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The Dripby Mark Reutter8:32 pmSep 14, 20120

New Sparrows Point owners suggest (once again) most of mill will be scrapped

Only the cold mill has realistic chance to reopen. Owners don’t address fate of 1,600 laid-off workers.

Chicago liquidator Hilco Trading and St. Louis property redeveloper Environmental Liability Transfer announced today the completion of their $72.5 million purchase of the Sparrows Point steel mill – and strongly suggested that only a sliver of the present mill will ever be used for steel manufacturing.

Today’s sale marks both the end of RG Steel Sparrows Point as an active facility (in reality, steelmaking was suspended last June) and as a union shop controlled by the United Steelworkers union (USW).

Beginning tomorrow, the new owners will have a free hand to dispose of the mill’s assets – and 3,400-acres of prime land along the outer Baltimore harbor.

Fate of Laid-off Workforce Unanswered

In their release today, Hilco and ELT offered few concrete details of their intentions.

But reading between the lines – and fully in keeping with prior filings in the bankruptcy case – the group gave little hope that the integrated mill would be reopened and employees reinstated.

Significantly, the laid-off force of 1,600 workers and their union were not even mentioned in the release. The Brew previously reported that the Hilco-ELT group went to great lengths in its purchase agreement with RG Steel to disavow any collective bargaining agreement or obligation to RG employees after the sale was completed.

Today’s release strongly suggested that the Hilco-ELT group will attempt to sell the cold-mill unit – which it described as “self-contained” even though it is connected to the mill’s steam and other infrastructure – and scrap the rest of the plant.

In terms of employment and output, the cold mill consists of about 15% of the total facility. It is the final step of a lengthy steelmaking and fabricating process that begins at the iron-producing blast furnace.

In order to operate independently, the cold mill would have to use semi-finished “hot-bands” obtained from other mills or from overseas.

Structural Demolition

ELT, a company that specializes in environmental remediation of former factory sites, purchased the cold mill mill and associated warehouses, along with Sparrows Point’s land.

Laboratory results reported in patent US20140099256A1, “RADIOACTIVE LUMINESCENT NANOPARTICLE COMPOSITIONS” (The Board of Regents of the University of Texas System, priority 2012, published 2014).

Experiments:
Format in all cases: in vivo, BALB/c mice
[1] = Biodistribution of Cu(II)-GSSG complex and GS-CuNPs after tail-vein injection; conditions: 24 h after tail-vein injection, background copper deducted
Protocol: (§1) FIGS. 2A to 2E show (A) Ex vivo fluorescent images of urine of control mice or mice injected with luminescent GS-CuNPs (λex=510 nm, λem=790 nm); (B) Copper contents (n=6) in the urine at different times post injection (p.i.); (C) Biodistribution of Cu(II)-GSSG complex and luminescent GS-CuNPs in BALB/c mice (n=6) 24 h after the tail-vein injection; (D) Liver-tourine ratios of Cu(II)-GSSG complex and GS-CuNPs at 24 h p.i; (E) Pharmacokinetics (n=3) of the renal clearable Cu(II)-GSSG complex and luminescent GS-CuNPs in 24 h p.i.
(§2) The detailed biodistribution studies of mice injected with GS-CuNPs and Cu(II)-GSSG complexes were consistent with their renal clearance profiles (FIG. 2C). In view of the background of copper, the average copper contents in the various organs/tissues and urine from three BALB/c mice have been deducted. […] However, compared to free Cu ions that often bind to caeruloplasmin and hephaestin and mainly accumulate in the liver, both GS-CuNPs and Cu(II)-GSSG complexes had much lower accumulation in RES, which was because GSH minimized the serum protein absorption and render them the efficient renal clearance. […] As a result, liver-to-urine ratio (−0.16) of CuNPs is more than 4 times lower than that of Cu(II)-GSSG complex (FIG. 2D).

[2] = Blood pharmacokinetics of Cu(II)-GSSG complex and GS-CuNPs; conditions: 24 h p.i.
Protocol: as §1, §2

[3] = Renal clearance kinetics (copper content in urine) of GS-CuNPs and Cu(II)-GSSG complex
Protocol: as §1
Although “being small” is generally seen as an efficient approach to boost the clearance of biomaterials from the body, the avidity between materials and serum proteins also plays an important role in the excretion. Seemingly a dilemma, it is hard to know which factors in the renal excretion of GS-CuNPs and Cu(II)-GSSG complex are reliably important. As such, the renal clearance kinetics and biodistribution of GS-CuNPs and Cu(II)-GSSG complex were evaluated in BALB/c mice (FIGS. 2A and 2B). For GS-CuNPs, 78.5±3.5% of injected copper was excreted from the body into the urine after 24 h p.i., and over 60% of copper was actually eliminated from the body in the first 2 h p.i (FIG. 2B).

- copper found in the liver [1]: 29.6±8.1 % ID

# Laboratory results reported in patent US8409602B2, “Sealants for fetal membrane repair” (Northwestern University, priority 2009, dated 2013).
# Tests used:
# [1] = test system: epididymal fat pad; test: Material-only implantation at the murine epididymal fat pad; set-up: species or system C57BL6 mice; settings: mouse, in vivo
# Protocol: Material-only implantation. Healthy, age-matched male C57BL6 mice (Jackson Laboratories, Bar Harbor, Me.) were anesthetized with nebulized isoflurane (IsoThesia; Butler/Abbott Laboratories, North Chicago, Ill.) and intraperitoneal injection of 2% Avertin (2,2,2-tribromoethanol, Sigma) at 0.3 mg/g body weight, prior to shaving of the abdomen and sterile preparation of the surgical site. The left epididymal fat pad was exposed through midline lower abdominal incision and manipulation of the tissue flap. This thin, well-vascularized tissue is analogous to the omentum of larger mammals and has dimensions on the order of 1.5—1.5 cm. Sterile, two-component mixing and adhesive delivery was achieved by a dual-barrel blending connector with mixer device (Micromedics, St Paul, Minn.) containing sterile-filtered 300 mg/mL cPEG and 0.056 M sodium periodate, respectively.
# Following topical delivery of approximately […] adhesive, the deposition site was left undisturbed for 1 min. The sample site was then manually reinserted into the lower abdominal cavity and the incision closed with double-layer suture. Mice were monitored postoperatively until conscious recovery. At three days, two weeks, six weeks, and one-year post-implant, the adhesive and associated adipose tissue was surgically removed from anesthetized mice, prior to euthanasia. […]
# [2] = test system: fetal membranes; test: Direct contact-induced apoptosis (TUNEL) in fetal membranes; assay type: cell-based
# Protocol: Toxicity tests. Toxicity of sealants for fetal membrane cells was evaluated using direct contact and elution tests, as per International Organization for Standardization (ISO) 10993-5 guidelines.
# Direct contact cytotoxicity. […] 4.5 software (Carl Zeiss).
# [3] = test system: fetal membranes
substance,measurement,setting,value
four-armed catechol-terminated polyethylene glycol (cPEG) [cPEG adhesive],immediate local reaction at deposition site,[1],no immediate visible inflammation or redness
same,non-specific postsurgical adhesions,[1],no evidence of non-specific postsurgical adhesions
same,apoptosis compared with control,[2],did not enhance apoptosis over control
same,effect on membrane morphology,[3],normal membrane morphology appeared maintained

Hilco, an industrial liquidator, purchased the “above-grade improvement and machinery and equipment,” including the mammoth L blast furnace, basic oxygen furnaces, continuous casters, hot-strip mill, galvanizing and tinplate facilities.

While saying the group might entertain the sale of the mill “in its entirety,” today’s release added, “We are also considering removal and resale of industrial equipment and structural demolition, followed by environmental remediation of the site as a precursor to redevelopment.”

The group also indicated keen interest in finding ways to develop some of the land into a port facility.

The Maryland Port Administration had been negotiating with RG Steel for the sale of Coke Point as a site to contain harbor dredge.

New Facility for Port of Baltimore

But the MPA and Baltimore County Executive Kevin Kamenetz have recently been talking up the use of the mill’s deep-water port for super-sized ships that will soon be passing through an enlarged Panama Canal. The port is seeking to expand its facilities to meet these needs.

Citing those plans, the release said that Hilco and ELT are “committed to working with local and state leaders and will keep communications open over the coming months.”

The leadership of USW Local 9477 insists that it will find an operator for all or part of the Sparrows Point mill.

The first step, says union president Joe Rosel, is to talk to Hilco and ELT. Despite repeated vows to do that, the union has yet to meet with the new owners.

A union officer today said such a meeting with representatives of Hilco and ELT is scheduled for next week.


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